Ryan: House voting Thursday on bill to keep families together
© Greg Nash

Speaker Paul RyanPaul Davis RyanHouse Ethics Committee informs Duncan Hunter he can no longer vote after guilty plea Duncan Hunter pleads guilty after changing plea Trump campaign steps up attacks on Biden MORE (R-Wis.) said that the House will vote Thursday on legislation to keep immigrant families together amid an uproar over a Trump administration policy that has resulted in the separations of thousands of migrant children from their families. 

Ryan confirmed Wednesday morning that the lower chamber is moving forward with votes on two immigration bills, telling reporters he doesn't think a narrow bill addressing family separations is the best path forward.

"The administration says it wants Congress to act, and we are. Tomorrow, the House will vote on legislation to keep families together," he said during a press conference.


"Under this bill, when people are being prosecuted for illegally crossing the border families will remain together under [Department of Homeland Security] custody throughout the length of their legal proceedings," referring to a compromise GOP bill.

While that measure and a conservative-backed bill from Rep. Bob GoodlatteRobert (Bob) William GoodlatteUSCIS chief Cuccinelli blames Paul Ryan for immigration inaction Immigrant advocacy groups shouldn't be opposing Trump's raids Top Republican releases full transcript of Bruce Ohr interview MORE (R-Va.) face uphill battles on the floor, Ryan said leadership isn't currently focused any legislation that solely addresses family separations.

"We're trying to pass this legislation right now. This is a very good compromise legislation that not only solves the child separation issue at the border. It also solves the border. It solves DACA," he continued, referring to an Obama-era program that protected young immigrants brought to the U.S. illegally.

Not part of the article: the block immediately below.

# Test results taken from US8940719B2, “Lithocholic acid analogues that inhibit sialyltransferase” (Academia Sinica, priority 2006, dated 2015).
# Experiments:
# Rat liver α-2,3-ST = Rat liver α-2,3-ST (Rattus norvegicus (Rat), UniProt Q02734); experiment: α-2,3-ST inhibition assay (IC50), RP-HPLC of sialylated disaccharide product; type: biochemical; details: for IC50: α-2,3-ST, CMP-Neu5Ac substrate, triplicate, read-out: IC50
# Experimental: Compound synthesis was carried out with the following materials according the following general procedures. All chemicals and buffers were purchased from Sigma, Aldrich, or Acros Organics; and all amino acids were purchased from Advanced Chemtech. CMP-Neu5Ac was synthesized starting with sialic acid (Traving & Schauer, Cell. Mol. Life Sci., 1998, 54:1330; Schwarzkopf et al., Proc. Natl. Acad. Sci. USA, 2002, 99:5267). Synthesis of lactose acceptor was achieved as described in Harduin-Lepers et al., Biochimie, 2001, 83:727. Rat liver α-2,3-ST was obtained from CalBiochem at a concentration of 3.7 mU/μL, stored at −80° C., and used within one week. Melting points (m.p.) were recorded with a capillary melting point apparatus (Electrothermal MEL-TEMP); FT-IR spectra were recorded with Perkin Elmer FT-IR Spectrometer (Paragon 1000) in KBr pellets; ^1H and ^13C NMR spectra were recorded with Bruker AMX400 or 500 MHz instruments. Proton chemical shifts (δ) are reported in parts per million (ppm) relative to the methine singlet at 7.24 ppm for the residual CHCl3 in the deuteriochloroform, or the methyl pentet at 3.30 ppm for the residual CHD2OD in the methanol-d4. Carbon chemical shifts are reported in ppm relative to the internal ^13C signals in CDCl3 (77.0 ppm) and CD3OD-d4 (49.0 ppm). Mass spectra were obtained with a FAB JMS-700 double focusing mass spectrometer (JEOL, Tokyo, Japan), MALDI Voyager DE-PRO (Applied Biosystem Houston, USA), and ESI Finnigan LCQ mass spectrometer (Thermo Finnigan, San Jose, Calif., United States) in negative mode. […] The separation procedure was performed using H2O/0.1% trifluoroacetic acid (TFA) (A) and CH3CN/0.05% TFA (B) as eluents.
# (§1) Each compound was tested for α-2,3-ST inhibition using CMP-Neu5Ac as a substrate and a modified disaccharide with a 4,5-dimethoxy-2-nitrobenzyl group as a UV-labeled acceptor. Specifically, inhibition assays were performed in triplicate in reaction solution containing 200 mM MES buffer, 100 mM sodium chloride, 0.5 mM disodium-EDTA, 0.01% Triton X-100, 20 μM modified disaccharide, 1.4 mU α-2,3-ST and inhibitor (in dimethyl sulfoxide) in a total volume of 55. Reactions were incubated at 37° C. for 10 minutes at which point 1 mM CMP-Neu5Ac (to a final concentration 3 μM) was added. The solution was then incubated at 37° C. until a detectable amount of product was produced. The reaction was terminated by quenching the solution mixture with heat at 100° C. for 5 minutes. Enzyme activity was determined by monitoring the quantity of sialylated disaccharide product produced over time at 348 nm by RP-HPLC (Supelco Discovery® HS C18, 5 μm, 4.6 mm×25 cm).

"So right now we're focused on this legislation that's coming to the floor tomorrow and then when other situations arise ... we'll cross that bridge when we get to it."

House Homeland Security Chairman Mike McCaul (R-Texas) -- whose name is on both bills -- said he's "optimistic" the compromise measure will pass, but noted whipping efforts are still taking place.

House Freedom Caucus Chairman Mark MeadowsMark Randall MeadowsTrump, first lady take part in National Christmas Tree lighting Congress races to beat deadline on shutdown GOP lawmakers, Trump campaign rip 'liberal law professors' testifying in impeachment hearing MORE (R-N.C.) said Tuesday evening that a number of the the conservative group's members are unsold on the compromise bill, even though President TrumpDonald John TrumpTrump says he will 'temporarily hold off' on declaring Mexican drug cartels as terror organization House Judiciary Committee formally receives impeachment report Artist behind gold toilet offered to Trump sells banana duct-taped to a wall for 0,000 MORE has attempted to sway members to vote in favor of the measure.

"I think the president obviously is a strong advocate for anything on immigration and at the same time all of us recognize that we've got to go back home and campaign in our districts," he told reporters. "And where the president may have a certain approval rating, ours is many times dictated more on our votes than it is an overall appeal. And so I think everybody looks at trying to represent their districts in the best way that they can. And I don't know that there is such a compelling case to vote for this bill, only because they're not optimistic that it will become law."

Supporters of the compromise legislation expressed concern conservatives could derail their hopes of passing comprehensive immigration reform this year.

"Yeah, I mean we always do [worry about the Freedom Caucus]," McCaul told The Hill. "And the fact is whether it's Meadows or Labrador, you know, they all have a hand in crafting this compromise. ... They were all included in the process and were constructive and Jordan as well."